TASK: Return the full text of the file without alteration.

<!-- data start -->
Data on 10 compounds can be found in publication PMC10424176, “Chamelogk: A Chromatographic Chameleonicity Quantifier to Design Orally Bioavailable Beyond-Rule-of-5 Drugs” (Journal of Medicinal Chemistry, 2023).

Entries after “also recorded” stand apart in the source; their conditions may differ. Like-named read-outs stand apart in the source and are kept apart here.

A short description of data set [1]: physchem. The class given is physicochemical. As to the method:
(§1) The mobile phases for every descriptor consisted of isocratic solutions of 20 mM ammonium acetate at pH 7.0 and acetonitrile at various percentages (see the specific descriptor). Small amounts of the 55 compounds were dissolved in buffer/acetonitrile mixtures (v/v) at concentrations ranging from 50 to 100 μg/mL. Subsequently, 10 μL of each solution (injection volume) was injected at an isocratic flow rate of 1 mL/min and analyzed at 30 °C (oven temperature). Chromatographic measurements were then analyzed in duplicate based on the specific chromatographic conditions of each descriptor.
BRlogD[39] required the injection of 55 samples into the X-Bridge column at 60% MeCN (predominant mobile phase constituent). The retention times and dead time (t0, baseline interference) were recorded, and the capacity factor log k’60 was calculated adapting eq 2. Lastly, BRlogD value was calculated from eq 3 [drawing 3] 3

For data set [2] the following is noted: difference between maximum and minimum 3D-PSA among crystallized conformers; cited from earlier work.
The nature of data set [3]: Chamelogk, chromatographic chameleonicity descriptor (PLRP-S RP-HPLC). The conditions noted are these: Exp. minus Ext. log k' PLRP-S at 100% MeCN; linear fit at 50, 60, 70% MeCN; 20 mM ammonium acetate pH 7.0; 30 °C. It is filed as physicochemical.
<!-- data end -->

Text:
Data on 10 compounds can be found in publication PMC10424176, “Chamelogk: A Chromatographic Chameleonicity Quantifier to Design Orally Bioavailable Beyond-Rule-of-5 Drugs” (Journal of Medicinal Chemistry, 2023).

Entries after “also recorded” stand apart in the source; their conditions may differ. Like-named read-outs stand apart in the source and are kept apart here.

A short description of data set [1]: physchem. The class given is physicochemical. As to the method:
(§1) The mobile phases for every descriptor consisted of isocratic solutions of 20 mM ammonium acetate at pH 7.0 and acetonitrile at various percentages (see the specific descriptor). Small amounts of the 55 compounds were dissolved in buffer/acetonitrile mixtures (v/v) at concentrations ranging from 50 to 100 μg/mL. Subsequently, 10 μL of each solution (injection volume) was injected at an isocratic flow rate of 1 mL/min and analyzed at 30 °C (oven temperature). Chromatographic measurements were then analyzed in duplicate based on the specific chromatographic conditions of each descriptor.
BRlogD[39] required the injection of 55 samples into the X-Bridge column at 60% MeCN (predominant mobile phase constituent). The retention times and dead time (t0, baseline interference) were recorded, and the capacity factor log k’60 was calculated adapting eq 2. Lastly, BRlogD value was calculated from eq 3 [drawing 3] 3

For data set [2] the following is noted: difference between maximum and minimum 3D-PSA among crystallized conformers; cited from earlier work.
The nature of data set [3]: Chamelogk, chromatographic chameleonicity descriptor (PLRP-S RP-HPLC). The conditions noted are these: Exp. minus Ext. log k' PLRP-S at 100% MeCN; linear fit at 50, 60, 70% MeCN; 20 mM ammonium acetate pH 7.0; 30 °C. It is filed as physicochemical.